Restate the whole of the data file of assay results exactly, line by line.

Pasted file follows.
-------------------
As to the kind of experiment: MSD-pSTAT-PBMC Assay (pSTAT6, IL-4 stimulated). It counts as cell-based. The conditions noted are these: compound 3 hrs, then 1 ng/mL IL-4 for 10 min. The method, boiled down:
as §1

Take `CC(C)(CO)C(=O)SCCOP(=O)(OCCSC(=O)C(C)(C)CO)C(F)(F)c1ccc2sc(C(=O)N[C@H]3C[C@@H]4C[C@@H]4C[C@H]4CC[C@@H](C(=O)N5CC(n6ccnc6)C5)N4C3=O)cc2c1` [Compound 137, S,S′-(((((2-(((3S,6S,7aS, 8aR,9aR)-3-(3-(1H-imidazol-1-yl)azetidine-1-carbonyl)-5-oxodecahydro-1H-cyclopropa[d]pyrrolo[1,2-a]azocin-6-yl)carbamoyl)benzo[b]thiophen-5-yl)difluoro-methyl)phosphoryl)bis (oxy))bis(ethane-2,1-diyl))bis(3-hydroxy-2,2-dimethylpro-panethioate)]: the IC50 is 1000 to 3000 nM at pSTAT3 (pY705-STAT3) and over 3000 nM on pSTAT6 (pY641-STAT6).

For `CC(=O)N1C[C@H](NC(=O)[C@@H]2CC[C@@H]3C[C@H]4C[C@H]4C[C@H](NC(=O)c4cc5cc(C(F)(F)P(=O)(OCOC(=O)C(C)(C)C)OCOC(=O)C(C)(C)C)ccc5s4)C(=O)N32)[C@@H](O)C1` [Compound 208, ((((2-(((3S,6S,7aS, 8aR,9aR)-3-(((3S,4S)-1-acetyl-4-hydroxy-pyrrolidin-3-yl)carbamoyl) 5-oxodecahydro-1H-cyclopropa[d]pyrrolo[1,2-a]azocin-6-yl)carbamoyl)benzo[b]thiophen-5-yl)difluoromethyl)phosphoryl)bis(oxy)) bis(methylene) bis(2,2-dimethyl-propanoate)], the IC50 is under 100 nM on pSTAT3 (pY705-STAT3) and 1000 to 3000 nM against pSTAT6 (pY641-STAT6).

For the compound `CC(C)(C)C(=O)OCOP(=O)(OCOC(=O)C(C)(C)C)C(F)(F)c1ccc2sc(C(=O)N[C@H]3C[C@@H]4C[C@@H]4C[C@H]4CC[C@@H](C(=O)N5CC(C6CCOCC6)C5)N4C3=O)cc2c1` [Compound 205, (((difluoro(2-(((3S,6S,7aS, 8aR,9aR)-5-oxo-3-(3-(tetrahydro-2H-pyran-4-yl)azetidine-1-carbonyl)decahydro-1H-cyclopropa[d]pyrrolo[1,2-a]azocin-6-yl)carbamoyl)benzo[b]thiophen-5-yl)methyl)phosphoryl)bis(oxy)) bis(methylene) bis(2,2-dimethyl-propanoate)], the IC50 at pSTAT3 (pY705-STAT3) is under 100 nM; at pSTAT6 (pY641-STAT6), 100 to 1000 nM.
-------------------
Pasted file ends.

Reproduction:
As to the kind of experiment: MSD-pSTAT-PBMC Assay (pSTAT6, IL-4 stimulated). It counts as cell-based. The conditions noted are these: compound 3 hrs, then 1 ng/mL IL-4 for 10 min. The method, boiled down:
as §1

Take `CC(C)(CO)C(=O)SCCOP(=O)(OCCSC(=O)C(C)(C)CO)C(F)(F)c1ccc2sc(C(=O)N[C@H]3C[C@@H]4C[C@@H]4C[C@H]4CC[C@@H](C(=O)N5CC(n6ccnc6)C5)N4C3=O)cc2c1` [Compound 137, S,S′-(((((2-(((3S,6S,7aS, 8aR,9aR)-3-(3-(1H-imidazol-1-yl)azetidine-1-carbonyl)-5-oxodecahydro-1H-cyclopropa[d]pyrrolo[1,2-a]azocin-6-yl)carbamoyl)benzo[b]thiophen-5-yl)difluoro-methyl)phosphoryl)bis (oxy))bis(ethane-2,1-diyl))bis(3-hydroxy-2,2-dimethylpro-panethioate)]: the IC50 is 1000 to 3000 nM at pSTAT3 (pY705-STAT3) and over 3000 nM on pSTAT6 (pY641-STAT6).

For `CC(=O)N1C[C@H](NC(=O)[C@@H]2CC[C@@H]3C[C@H]4C[C@H]4C[C@H](NC(=O)c4cc5cc(C(F)(F)P(=O)(OCOC(=O)C(C)(C)C)OCOC(=O)C(C)(C)C)ccc5s4)C(=O)N32)[C@@H](O)C1` [Compound 208, ((((2-(((3S,6S,7aS, 8aR,9aR)-3-(((3S,4S)-1-acetyl-4-hydroxy-pyrrolidin-3-yl)carbamoyl) 5-oxodecahydro-1H-cyclopropa[d]pyrrolo[1,2-a]azocin-6-yl)carbamoyl)benzo[b]thiophen-5-yl)difluoromethyl)phosphoryl)bis(oxy)) bis(methylene) bis(2,2-dimethyl-propanoate)], the IC50 is under 100 nM on pSTAT3 (pY705-STAT3) and 1000 to 3000 nM against pSTAT6 (pY641-STAT6).

For the compound `CC(C)(C)C(=O)OCOP(=O)(OCOC(=O)C(C)(C)C)C(F)(F)c1ccc2sc(C(=O)N[C@H]3C[C@@H]4C[C@@H]4C[C@H]4CC[C@@H](C(=O)N5CC(C6CCOCC6)C5)N4C3=O)cc2c1` [Compound 205, (((difluoro(2-(((3S,6S,7aS, 8aR,9aR)-5-oxo-3-(3-(tetrahydro-2H-pyran-4-yl)azetidine-1-carbonyl)decahydro-1H-cyclopropa[d]pyrrolo[1,2-a]azocin-6-yl)carbamoyl)benzo[b]thiophen-5-yl)methyl)phosphoryl)bis(oxy)) bis(methylene) bis(2,2-dimethyl-propanoate)], the IC50 at pSTAT3 (pY705-STAT3) is under 100 nM; at pSTAT6 (pY641-STAT6), 100 to 1000 nM.